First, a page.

FTC Releases Spanish-Language Graphic Novel to Warn of Notario Scams

FTC Releases Spanish-Language Graphic Novel to Warn of Notario Scams
Image: Pixabay
June 15, 2015

In the newest issue of its fotonovela series the Federal Trade Commission (FTC) is trying to raise awareness of immigration scams.

The graphic novel focuses on notario scams, which have become increasingly popular as criminals pose as officials with legal expertise and promise immigrants with a path to citizenship.

The Spanish-language graphic novel, Cómo se enteraron Myriam y Pedro de las estafas de notario describes the warning signs of a notario scam, where to find help with the immigration process, and how to report scams to the FTC.

While notario publico in Spanish is translated in English to notary public, the two titles mean vastly different things. In North Carolina, and other states around the country, notary publics do not have the legal authority to practice law unless they also have a license allowing them to do so.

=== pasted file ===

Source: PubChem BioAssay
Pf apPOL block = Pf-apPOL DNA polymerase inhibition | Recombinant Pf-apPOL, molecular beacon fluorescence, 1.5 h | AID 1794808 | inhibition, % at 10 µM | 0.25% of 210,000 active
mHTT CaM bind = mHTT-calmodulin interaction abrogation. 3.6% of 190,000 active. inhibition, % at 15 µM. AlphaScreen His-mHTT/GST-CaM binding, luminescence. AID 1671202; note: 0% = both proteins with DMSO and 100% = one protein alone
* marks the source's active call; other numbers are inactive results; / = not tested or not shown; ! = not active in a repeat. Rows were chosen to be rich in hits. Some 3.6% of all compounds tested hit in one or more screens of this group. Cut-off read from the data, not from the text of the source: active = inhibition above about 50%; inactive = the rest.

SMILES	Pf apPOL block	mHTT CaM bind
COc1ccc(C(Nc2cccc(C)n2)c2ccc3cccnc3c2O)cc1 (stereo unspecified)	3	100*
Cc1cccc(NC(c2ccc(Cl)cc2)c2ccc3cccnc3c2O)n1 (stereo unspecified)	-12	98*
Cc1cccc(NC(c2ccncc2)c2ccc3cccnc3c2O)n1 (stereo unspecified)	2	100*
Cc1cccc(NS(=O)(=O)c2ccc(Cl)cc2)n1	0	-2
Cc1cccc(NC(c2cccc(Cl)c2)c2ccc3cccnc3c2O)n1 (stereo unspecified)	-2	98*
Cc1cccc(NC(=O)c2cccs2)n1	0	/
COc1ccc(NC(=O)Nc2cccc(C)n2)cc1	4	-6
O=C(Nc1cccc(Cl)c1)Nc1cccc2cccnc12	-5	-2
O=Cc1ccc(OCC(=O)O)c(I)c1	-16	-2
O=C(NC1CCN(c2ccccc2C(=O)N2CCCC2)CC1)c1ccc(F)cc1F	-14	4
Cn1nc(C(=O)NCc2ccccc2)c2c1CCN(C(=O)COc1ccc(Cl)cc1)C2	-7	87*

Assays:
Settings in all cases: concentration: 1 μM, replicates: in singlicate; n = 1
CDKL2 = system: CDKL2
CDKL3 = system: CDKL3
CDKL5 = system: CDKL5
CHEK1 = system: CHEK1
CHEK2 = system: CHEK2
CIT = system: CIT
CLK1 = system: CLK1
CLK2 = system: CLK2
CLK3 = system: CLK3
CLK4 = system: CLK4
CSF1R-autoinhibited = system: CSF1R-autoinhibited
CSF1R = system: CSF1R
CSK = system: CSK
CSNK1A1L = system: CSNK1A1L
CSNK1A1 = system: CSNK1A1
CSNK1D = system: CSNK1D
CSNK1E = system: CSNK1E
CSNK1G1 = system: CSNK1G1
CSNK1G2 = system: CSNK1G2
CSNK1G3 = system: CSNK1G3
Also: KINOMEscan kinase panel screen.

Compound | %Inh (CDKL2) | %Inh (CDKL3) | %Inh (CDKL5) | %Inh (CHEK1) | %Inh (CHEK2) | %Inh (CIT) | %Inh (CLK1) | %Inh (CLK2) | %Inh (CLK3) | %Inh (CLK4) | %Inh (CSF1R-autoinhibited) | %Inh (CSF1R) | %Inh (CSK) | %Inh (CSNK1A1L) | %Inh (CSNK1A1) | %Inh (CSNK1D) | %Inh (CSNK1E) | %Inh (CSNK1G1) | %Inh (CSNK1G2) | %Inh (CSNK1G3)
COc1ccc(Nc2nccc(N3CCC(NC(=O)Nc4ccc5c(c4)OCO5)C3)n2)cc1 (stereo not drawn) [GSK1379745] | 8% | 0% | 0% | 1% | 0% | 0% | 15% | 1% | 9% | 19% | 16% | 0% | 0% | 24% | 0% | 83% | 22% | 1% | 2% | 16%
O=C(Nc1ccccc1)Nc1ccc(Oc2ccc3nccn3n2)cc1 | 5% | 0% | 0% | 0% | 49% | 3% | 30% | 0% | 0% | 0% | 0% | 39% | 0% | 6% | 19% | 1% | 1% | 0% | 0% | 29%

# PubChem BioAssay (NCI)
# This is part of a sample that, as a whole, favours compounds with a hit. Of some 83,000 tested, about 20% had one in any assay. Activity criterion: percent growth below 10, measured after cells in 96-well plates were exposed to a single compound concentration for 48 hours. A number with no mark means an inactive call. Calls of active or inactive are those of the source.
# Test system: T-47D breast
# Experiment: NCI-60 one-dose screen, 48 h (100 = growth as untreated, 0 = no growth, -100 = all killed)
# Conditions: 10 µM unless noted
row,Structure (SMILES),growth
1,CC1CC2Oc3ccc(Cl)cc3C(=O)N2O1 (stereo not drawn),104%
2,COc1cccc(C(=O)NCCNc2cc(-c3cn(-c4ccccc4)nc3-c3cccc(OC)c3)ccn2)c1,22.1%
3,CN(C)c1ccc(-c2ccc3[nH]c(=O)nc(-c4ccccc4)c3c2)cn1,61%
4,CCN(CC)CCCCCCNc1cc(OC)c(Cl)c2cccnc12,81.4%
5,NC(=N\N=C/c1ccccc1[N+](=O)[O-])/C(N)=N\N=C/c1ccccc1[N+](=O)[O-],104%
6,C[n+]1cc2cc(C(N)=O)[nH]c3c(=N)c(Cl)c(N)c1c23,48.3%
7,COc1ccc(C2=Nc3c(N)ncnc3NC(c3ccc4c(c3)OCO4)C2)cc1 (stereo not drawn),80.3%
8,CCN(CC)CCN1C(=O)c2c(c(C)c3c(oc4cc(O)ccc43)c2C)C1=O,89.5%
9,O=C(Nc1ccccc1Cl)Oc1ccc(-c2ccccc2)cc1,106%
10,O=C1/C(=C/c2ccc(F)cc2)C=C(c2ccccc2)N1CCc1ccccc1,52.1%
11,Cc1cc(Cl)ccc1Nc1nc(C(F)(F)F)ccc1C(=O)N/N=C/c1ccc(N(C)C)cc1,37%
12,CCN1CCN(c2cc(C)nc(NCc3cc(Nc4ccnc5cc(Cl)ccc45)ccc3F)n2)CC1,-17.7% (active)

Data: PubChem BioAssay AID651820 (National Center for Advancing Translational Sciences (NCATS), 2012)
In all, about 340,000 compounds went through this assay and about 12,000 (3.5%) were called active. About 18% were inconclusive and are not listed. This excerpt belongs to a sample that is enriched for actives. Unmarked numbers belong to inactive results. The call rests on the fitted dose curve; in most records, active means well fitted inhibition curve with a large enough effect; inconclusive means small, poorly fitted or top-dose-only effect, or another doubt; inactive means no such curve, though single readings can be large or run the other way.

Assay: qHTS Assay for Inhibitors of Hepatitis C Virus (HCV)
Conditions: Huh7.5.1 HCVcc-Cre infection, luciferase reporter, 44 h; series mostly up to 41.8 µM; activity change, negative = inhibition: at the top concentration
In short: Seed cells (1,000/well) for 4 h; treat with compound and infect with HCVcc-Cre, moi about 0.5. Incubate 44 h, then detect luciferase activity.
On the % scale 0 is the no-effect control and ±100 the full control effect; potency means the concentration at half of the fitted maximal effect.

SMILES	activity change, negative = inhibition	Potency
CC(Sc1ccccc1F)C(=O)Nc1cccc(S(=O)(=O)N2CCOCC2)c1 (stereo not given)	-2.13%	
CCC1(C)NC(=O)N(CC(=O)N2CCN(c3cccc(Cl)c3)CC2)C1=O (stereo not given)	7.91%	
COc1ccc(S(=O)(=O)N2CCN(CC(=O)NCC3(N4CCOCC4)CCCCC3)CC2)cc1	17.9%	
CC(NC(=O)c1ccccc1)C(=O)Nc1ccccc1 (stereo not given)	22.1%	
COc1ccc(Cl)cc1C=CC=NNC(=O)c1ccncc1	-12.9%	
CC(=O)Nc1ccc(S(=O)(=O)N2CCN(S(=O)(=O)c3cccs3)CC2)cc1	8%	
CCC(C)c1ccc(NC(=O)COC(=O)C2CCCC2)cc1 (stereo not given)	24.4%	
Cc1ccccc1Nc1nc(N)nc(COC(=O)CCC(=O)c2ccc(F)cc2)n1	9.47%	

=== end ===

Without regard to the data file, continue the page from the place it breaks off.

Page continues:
In Latin America and many European countries, notaries public are also authorized to practice law and are authorized to represent others before the government.

Scammers use this often unknown difference to prey on recent immigrants by advertising as a notario that provides immigration services.

"In many cases the work performed by such individuals results in missed deadlines, the filing of incorrect or incomplete forms, or the filing of false claims with the government," writes the American Bar Association on its website. "As a result of the advice or actions of such individuals an immigrant can miss opportunities to obtain legal residency, can be unnecessarily deported, or can be subject to civil and/or criminal liability for the filing of false claims."

Previous fotonovela issues focused on debt collectors, government imposters and income scams.

If you or someone you know has seen an immigration scam or been the victim of one, report it to the FTC.